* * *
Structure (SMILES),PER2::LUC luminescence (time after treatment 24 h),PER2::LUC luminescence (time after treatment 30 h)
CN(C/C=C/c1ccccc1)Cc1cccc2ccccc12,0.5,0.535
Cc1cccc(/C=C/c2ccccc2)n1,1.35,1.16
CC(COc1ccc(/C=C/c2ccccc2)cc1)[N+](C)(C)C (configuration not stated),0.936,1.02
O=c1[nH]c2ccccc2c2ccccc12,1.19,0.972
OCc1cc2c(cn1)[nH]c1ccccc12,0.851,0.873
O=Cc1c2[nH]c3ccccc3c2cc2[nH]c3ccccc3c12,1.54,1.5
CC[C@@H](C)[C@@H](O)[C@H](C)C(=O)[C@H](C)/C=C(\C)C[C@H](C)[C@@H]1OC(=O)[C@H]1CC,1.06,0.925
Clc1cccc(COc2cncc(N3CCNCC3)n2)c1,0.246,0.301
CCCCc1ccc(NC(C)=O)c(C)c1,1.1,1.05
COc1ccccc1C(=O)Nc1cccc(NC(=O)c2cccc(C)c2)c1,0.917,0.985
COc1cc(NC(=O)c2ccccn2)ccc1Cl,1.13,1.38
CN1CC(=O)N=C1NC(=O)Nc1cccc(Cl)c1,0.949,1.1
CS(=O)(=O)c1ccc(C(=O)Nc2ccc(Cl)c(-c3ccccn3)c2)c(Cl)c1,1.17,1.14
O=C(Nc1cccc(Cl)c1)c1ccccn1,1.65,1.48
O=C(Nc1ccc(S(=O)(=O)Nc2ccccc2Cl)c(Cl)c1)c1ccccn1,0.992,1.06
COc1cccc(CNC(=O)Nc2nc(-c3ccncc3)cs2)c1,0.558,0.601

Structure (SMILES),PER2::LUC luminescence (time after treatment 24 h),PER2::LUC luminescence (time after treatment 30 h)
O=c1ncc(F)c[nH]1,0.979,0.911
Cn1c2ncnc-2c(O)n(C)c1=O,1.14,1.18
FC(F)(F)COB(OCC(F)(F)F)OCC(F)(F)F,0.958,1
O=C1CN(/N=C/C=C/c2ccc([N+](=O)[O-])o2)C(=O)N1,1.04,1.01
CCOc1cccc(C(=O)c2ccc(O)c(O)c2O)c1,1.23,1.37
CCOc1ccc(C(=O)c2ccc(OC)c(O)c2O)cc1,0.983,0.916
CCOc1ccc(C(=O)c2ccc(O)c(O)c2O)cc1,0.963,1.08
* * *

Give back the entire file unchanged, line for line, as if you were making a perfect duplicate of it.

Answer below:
Structure (SMILES),PER2::LUC luminescence (time after treatment 24 h),PER2::LUC luminescence (time after treatment 30 h)
CN(C/C=C/c1ccccc1)Cc1cccc2ccccc12,0.5,0.535
Cc1cccc(/C=C/c2ccccc2)n1,1.35,1.16
CC(COc1ccc(/C=C/c2ccccc2)cc1)[N+](C)(C)C (configuration not stated),0.936,1.02
O=c1[nH]c2ccccc2c2ccccc12,1.19,0.972
OCc1cc2c(cn1)[nH]c1ccccc12,0.851,0.873
O=Cc1c2[nH]c3ccccc3c2cc2[nH]c3ccccc3c12,1.54,1.5
CC[C@@H](C)[C@@H](O)[C@H](C)C(=O)[C@H](C)/C=C(\C)C[C@H](C)[C@@H]1OC(=O)[C@H]1CC,1.06,0.925
Clc1cccc(COc2cncc(N3CCNCC3)n2)c1,0.246,0.301
CCCCc1ccc(NC(C)=O)c(C)c1,1.1,1.05
COc1ccccc1C(=O)Nc1cccc(NC(=O)c2cccc(C)c2)c1,0.917,0.985
COc1cc(NC(=O)c2ccccn2)ccc1Cl,1.13,1.38
CN1CC(=O)N=C1NC(=O)Nc1cccc(Cl)c1,0.949,1.1
CS(=O)(=O)c1ccc(C(=O)Nc2ccc(Cl)c(-c3ccccn3)c2)c(Cl)c1,1.17,1.14
O=C(Nc1cccc(Cl)c1)c1ccccn1,1.65,1.48
O=C(Nc1ccc(S(=O)(=O)Nc2ccccc2Cl)c(Cl)c1)c1ccccn1,0.992,1.06
COc1cccc(CNC(=O)Nc2nc(-c3ccncc3)cs2)c1,0.558,0.601

Structure (SMILES),PER2::LUC luminescence (time after treatment 24 h),PER2::LUC luminescence (time after treatment 30 h)
O=c1ncc(F)c[nH]1,0.979,0.911
Cn1c2ncnc-2c(O)n(C)c1=O,1.14,1.18
FC(F)(F)COB(OCC(F)(F)F)OCC(F)(F)F,0.958,1
O=C1CN(/N=C/C=C/c2ccc([N+](=O)[O-])o2)C(=O)N1,1.04,1.01
CCOc1cccc(C(=O)c2ccc(O)c(O)c2O)c1,1.23,1.37
CCOc1ccc(C(=O)c2ccc(OC)c(O)c2O)cc1,0.983,0.916
CCOc1ccc(C(=O)c2ccc(O)c(O)c2O)cc1,0.963,1.08